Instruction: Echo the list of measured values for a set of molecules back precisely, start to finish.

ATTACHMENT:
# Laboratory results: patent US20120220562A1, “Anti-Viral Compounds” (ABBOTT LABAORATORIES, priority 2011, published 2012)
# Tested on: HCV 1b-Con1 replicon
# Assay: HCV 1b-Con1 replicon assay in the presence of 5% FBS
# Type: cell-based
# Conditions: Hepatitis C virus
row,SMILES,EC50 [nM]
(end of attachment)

# Laboratory results: patent US20120220562A1, “Anti-Viral Compounds” (ABBOTT LABAORATORIES, priority 2011, published 2012)
# Tested on: HCV 1b-Con1 replicon
# Assay: HCV 1b-Con1 replicon assay in the presence of 5% FBS
# Type: cell-based
# Conditions: Hepatitis C virus
row,SMILES,EC50 [nM]